Kevin Efrusy, the partner at Accel who spearheaded the firm’s initial $12.7 million investment in Facebook back in 2005, has made several new investments in Brazil over the last year or so.
Efrusy, who declined to be interviewed for this article, is perhaps the most ambitious of a growing number of U.S.-based venture capitalists who see opportunity in a country with a large population, a fast-growing middle class, big growth potential and political stability.
Redpoint Ventures and BV Capital created a Sao Paulo-based firm, Redpoint eVentures, earlier this year. Benchmark Capital and General Atlantic have invested in Peixe Urbano, a Groupon-style deals site. Insight Venture Partners has invested in several Brazilian companies, including discount-travel site Hotel Urbano and, alongside Accel, in handcrafted-goods marketplace Elo7.
“Venture capital is an industry that is just being born in Brazil and the trend is that it will go very quickly from millions to billions,” said Haroldo Korte, a Sao Paulo-based manager at Atomico, a fund created by Skype co-founder Niklas Zennstrom.
Last month, Sao Paulo was one of the hottest stops for Geeks on a Plane, a series of tours organized by venture capitalist Dave McClure of Mountain View, California-based 500 Startups. The tour brought more than 40 tech junkies, entrepreneurs and investors to Brazil.
There are still plenty of obstacles. The Brazilian economy has been barely growing in recent quarters, and start-ups must contend with high taxes, comparatively limited access to early-stage funding, and the absence of organized programs to foster entrepreneurship. Entrepreneurs with regional aspirations must work in Spanish as well as Brazil’s national tongue, Portuguese.
There are cultural barriers as well. Failure carries a bigger stigma in Brazil than in the United States, making entrepreneurs less aggressive, says Ted Rogers, a partner at Arpex Capital in Sao Paulo. The community of engineers, developers and experienced entrepreneurs is also small, if growing.
And Brazil has yet to experience a sizable venture-capital exit through a sale or an initial public offering to show the way. Perhaps the closest was the 2009 sale of Buscape, a price-comparison site, to South African company Naspers for $340 million.
“It hasn’t had its Netscape moment, its Google moment,” said Rogers, referring to IPOs in 1995 and 2004 that bolstered venture-backed Internet investments in the United States.
But investors are hoping that Brazil’s booming consumer market in particular might soon produce a home run. Brazilians already spend about $10 billion a year online, and investors believe there is plenty of room for growth: just 40 percent of the population is connected to the Internet, compared with twice that in the United States.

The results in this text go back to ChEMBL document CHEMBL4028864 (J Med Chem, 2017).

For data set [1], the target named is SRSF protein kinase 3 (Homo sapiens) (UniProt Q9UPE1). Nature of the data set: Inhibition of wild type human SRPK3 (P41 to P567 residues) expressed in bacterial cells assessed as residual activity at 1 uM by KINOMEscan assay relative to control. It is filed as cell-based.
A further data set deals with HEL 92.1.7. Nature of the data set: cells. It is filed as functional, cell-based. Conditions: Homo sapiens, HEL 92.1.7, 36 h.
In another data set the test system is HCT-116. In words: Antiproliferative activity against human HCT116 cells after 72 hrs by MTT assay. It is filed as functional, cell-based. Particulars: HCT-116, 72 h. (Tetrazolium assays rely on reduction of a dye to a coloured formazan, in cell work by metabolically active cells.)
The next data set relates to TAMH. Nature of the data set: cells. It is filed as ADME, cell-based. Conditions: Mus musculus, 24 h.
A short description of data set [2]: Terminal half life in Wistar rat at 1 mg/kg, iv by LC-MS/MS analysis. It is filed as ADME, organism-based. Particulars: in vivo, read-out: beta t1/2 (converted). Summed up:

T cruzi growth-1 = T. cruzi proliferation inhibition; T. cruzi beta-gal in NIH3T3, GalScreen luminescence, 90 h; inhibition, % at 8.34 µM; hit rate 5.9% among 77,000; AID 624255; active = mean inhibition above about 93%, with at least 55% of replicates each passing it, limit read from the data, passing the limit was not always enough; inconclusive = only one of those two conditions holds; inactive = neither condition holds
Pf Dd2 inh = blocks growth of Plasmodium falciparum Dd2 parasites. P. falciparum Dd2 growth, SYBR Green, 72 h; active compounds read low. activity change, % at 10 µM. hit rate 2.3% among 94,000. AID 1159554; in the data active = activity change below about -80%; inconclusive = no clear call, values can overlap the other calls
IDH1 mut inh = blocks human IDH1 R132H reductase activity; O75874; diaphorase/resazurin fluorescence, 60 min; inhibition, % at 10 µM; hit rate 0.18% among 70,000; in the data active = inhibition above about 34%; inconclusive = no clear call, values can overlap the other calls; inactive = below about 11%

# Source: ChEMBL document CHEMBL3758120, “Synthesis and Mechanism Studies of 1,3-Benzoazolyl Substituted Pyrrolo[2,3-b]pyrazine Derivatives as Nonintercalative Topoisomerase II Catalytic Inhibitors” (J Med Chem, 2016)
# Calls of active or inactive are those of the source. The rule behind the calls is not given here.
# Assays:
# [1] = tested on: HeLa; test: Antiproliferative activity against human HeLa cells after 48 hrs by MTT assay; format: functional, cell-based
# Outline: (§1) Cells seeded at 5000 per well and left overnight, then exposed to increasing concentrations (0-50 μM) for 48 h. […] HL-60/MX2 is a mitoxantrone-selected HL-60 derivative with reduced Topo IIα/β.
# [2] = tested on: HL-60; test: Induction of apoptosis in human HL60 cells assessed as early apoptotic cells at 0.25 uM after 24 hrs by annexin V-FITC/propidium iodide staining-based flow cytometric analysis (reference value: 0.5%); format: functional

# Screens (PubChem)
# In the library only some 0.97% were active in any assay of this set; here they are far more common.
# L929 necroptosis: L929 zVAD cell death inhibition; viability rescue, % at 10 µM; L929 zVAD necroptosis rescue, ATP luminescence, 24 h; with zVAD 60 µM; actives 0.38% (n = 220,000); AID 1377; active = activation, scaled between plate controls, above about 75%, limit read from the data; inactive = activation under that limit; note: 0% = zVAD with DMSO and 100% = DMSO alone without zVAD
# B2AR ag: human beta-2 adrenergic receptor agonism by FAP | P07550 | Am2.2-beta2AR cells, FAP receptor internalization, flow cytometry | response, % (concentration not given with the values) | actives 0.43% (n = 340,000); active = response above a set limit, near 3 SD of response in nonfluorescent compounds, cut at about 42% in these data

“Investors got here with a huge appetite. They saw untapped opportunities and made a series of investments in companies that were trying to capture Brazil’s macroeconomic optimism,” said Fernando Okumura, chief executive of Kekanto, a Yelp-style reviews company that is among Accel’s investments.
“Most of the investments went to e-commerce – betting on the strong expansion of Brazil middle classes and the country’s potential for consumption,” Okumura added.
Efrusy, who spent three days in Brazil earlier this week, has also focused on consumer e-commerce, with bets on online retailer Shoes4you, Elo7, and travel site Despegar, which has extensive operations in Brazil.
But he’s has also invested in Mind Lab, a company that is working to improve teaching methodology. His willingness to look for innovation “is very good for the ecosystem in Brazil,” said Eric Acher, a partner at Monashees Capital in Sao Paulo, also an investor in Mind Lab.
Rogers recalls Efrusy going off the beaten path to Espirito Santo, a state north of Rio, last year to talk with entrepreneurs at a meeting. “It was a big deal for them that he was there,” Rogers said.
Efrusy, who grew up in Hinsdale, Illinois, and obtained bachelor’s and master’s degrees at Stanford University, is described by entrepreneurs who have worked with him as low-key and self-effacing. U.S. business-lender Capital Access Networks took Accel’s money over other firms’ because of the quality of ideas Efrusy bought to the table, along with a certain doggedness, said Chief Executive Glenn Goldman.
“Nobody committed the kind of team and persistence that Kevin and his team did,” Goldman said.
As Facebook’s tumble on the public markets raises questions about the value of U.S. consumer-Internet companies, Efrusy’s move south may be prescient.
But as was the case with Facebook, it will take years to see whether his bet on Brazil will pay off.
(By Sarah McBride and Esteban Israel; Editing by Jonathan Weber and Steve Orlofsky)